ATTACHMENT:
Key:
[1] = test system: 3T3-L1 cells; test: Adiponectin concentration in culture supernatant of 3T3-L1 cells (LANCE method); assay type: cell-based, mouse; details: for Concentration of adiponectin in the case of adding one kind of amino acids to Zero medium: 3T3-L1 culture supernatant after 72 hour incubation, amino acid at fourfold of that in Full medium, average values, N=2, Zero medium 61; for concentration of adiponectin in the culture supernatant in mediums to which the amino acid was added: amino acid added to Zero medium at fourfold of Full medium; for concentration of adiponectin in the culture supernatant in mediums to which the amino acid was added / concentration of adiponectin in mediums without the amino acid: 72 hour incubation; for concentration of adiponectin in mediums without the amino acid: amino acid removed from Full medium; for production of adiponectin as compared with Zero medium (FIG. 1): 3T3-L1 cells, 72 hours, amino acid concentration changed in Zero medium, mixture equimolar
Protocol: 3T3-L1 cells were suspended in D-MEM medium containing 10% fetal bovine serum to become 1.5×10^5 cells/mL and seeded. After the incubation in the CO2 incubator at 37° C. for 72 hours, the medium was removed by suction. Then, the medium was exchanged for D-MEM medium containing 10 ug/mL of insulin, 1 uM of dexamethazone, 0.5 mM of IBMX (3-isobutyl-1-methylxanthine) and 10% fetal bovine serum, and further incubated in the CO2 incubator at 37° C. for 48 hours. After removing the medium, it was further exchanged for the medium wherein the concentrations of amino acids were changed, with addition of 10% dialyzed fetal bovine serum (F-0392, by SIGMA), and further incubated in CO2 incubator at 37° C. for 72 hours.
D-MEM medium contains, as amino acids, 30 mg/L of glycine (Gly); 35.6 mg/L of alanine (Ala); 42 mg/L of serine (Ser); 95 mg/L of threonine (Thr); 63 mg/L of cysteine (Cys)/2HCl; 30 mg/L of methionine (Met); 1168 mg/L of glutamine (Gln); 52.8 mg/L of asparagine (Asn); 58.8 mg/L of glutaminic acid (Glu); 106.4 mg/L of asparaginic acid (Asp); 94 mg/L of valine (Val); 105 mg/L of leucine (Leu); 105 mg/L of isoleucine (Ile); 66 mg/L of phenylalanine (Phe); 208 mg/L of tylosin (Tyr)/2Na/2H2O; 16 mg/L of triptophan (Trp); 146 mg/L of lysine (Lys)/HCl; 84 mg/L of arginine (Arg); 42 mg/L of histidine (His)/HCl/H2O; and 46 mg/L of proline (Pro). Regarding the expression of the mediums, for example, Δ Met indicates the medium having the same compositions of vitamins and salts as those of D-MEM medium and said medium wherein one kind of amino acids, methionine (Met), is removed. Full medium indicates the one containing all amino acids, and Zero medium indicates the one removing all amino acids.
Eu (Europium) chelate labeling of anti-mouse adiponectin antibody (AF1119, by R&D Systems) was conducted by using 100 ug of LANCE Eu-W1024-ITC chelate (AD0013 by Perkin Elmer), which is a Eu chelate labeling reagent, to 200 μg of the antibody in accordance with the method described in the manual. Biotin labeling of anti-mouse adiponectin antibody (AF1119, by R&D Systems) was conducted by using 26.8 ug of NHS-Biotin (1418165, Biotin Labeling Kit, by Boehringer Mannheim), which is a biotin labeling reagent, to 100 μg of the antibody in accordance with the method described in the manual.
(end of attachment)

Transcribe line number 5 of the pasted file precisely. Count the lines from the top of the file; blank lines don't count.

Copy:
Eu (Europium) chelate labeling of anti-mouse adiponectin antibody (AF1119, by R&D Systems) was conducted by using 100 ug of LANCE Eu-W1024-ITC chelate (AD0013 by Perkin Elmer), which is a Eu chelate labeling reagent, to 200 μg of the antibody in accordance with the method described in the manual. Biotin labeling of anti-mouse adiponectin antibody (AF1119, by R&D Systems) was conducted by using 26.8 ug of NHS-Biotin (1418165, Biotin Labeling Kit, by Boehringer Mannheim), which is a biotin labeling reagent, to 100 μg of the antibody in accordance with the method described in the manual.